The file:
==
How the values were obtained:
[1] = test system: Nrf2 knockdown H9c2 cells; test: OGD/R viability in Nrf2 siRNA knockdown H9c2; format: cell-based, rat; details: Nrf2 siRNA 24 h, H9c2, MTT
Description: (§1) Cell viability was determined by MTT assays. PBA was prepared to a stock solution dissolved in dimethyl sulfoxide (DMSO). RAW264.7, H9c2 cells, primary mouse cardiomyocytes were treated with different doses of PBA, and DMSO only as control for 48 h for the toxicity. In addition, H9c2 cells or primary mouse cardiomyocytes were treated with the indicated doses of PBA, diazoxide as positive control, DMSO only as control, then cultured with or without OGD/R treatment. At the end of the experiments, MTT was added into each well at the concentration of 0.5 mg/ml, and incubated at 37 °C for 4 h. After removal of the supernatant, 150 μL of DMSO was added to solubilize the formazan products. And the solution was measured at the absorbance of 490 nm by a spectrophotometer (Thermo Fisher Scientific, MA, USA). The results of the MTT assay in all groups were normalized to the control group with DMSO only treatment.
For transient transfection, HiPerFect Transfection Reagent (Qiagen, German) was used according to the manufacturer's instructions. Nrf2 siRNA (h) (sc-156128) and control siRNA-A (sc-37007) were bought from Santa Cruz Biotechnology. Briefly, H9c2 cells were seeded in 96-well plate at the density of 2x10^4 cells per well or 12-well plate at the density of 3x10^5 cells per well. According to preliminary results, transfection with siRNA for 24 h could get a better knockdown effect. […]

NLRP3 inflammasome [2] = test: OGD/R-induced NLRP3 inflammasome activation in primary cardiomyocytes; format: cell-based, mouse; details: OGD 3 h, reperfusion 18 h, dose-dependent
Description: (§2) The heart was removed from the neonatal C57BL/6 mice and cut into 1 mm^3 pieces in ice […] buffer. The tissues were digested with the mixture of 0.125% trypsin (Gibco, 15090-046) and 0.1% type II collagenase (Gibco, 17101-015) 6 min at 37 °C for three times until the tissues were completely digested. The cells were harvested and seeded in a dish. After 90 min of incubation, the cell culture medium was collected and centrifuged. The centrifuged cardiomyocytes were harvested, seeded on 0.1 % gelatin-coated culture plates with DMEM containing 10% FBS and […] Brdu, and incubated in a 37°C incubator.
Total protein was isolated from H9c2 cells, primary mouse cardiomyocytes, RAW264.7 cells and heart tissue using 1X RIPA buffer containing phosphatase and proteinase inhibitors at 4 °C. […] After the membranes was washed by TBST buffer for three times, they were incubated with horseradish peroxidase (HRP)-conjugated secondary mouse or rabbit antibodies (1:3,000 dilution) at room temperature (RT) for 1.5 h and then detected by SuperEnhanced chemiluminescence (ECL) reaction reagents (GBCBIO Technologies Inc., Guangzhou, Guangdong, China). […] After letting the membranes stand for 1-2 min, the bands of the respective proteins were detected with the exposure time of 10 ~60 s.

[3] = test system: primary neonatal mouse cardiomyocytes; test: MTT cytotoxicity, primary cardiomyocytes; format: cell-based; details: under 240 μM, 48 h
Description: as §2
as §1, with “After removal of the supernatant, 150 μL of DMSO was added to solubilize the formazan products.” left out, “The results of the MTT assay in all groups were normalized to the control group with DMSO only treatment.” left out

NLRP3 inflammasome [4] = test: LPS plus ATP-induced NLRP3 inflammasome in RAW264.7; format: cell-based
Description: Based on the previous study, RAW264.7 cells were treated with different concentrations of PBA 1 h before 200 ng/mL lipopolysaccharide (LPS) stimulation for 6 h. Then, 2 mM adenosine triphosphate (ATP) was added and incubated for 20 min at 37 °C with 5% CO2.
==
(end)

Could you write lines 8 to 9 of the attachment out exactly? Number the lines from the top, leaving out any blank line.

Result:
[3] = test system: primary neonatal mouse cardiomyocytes; test: MTT cytotoxicity, primary cardiomyocytes; format: cell-based; details: under 240 μM, 48 h
Description: as §2